Twitter decided to ban animated PNG image files from its platform. The action was taken after trolls hijacked the Epilepsy Foundation’s handle and proceeded to send potentially seizure-inducing images to epileptic and photo-sensitive people.

A bug made the attack possible. The bug allowed users to bypass Twitter’s autoplay settings and allow several animated images in a single tweet. This was possible when the GIFs were in PNG file format. Hence, when the site discovered the bug it decided to remove PNG support altogether. “We want everyone to have a safe experience on Twitter,” the company said in a tweet on Monday. “PNGs were fun, but they don’t respect autoplay settings, so we’re removing the ability to add them to tweets. This is for the safety of people with sensitivity to motion and flashing imagery, including those with epilepsy,” Twitter added.

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Twitter also mentioned that PNGs used up a lot of data and often caused app-crashing scenarios. Additionally, Twitter said that it will “look into building a similar feature”. The new feature will, according to Twitter, be better for individuals and their Twitter experience.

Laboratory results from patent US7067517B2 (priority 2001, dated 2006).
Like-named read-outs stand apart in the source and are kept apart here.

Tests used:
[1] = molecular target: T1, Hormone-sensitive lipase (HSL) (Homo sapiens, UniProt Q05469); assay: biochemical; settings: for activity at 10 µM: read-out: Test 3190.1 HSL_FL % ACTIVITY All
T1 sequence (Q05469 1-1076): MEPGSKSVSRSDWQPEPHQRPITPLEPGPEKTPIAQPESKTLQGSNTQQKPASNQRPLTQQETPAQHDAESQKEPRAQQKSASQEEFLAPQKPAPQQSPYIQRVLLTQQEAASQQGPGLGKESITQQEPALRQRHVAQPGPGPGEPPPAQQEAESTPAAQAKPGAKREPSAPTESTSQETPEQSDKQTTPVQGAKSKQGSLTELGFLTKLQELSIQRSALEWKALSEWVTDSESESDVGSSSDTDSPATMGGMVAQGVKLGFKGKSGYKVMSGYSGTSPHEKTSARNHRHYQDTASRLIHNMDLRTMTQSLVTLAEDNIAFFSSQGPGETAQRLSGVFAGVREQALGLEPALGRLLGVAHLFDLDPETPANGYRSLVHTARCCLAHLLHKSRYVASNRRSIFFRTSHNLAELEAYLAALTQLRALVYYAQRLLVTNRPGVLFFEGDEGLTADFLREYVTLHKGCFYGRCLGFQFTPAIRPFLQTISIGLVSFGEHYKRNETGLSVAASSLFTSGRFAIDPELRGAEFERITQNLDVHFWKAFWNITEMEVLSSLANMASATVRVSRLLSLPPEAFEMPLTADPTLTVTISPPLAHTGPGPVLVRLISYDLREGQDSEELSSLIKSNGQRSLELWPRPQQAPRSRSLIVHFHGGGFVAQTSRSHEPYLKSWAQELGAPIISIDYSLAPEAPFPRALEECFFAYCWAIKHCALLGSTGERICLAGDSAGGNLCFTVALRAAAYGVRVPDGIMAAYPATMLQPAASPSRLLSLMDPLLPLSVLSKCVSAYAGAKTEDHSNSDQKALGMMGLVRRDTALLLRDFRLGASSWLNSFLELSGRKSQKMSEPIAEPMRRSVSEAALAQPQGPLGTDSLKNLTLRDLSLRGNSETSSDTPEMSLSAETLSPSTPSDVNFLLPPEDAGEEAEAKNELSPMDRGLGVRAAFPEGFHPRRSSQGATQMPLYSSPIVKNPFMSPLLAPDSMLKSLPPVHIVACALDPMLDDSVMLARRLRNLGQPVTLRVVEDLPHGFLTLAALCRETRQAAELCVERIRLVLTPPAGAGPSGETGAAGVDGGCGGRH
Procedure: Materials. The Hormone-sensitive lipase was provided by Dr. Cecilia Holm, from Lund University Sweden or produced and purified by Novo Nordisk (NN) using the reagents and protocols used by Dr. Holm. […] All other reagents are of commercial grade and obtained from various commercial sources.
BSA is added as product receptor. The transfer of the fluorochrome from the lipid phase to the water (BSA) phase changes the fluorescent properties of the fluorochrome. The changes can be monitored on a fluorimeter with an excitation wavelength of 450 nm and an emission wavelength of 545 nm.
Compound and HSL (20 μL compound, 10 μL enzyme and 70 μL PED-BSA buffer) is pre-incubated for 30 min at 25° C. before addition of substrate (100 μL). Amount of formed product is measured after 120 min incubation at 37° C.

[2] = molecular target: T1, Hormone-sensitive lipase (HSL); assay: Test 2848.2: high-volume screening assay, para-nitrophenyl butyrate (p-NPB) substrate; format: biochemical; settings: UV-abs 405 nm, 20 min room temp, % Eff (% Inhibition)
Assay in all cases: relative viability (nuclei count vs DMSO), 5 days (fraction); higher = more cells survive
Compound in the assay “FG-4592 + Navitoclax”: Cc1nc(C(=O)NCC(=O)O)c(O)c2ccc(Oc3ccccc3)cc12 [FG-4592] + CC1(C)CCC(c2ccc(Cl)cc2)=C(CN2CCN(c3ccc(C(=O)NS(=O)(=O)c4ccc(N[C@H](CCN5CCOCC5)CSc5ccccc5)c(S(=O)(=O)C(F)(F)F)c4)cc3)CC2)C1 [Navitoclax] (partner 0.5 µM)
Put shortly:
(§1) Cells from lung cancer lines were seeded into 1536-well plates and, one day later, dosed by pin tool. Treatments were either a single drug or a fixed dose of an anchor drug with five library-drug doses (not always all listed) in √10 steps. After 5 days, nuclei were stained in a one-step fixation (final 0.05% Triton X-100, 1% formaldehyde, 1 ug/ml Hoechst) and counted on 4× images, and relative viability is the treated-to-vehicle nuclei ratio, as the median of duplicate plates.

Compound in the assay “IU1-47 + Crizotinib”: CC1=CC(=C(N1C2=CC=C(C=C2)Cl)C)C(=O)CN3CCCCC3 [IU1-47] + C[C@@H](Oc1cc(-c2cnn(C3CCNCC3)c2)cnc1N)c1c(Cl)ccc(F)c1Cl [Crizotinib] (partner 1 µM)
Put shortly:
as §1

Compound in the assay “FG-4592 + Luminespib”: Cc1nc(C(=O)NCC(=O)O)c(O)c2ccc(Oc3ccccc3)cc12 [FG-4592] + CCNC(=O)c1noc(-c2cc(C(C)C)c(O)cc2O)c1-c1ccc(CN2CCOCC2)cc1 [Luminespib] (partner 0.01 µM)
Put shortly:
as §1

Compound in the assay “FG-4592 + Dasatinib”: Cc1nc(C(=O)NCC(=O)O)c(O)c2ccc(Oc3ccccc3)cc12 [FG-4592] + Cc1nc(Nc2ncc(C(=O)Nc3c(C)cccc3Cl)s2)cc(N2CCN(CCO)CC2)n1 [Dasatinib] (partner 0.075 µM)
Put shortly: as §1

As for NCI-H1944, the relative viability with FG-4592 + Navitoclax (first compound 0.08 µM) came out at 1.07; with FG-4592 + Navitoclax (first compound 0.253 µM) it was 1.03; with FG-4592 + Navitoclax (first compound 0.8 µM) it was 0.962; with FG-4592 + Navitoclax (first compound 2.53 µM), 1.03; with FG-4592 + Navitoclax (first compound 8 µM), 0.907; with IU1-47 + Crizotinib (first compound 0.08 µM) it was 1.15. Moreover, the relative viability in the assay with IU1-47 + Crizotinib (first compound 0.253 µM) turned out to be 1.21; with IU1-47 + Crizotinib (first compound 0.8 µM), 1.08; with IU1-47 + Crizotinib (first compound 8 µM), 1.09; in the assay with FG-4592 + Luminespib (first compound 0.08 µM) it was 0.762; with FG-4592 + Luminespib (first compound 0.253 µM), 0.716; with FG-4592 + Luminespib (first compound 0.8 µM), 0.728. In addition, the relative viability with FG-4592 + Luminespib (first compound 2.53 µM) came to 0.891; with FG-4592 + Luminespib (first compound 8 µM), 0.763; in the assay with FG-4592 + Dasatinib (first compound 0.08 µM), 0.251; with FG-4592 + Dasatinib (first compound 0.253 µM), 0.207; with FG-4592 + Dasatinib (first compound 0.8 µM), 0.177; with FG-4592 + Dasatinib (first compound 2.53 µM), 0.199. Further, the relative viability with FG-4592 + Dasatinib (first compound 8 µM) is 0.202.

The Twitter attack on the Epilepsy Foundation

The attack took place in the first week of November. The foundation’s Twitter handle and various hashtags were bombarded with several videos and GIFs containing flashing lights. “Flashing lights at certain intensities or certain visual patterns can trigger seizures in those with photosensitive epilepsy,” said Jacqueline French, chief medical and innovation officer at the Epilepsy Foundation.

Further, she added that “while the population of those with photosensitive epilepsy is small, the impact can be quite serious. Many are not even aware they have photo-sensitivity until they have a seizure”. The attack has identified 30 separate Twitter accounts. The foundation has since filed criminal complaints against the hackers and are currently working with law enforcing agencies to track down and punish them. It is not clear how many people the attack affected.

 (With inputs from IANS)

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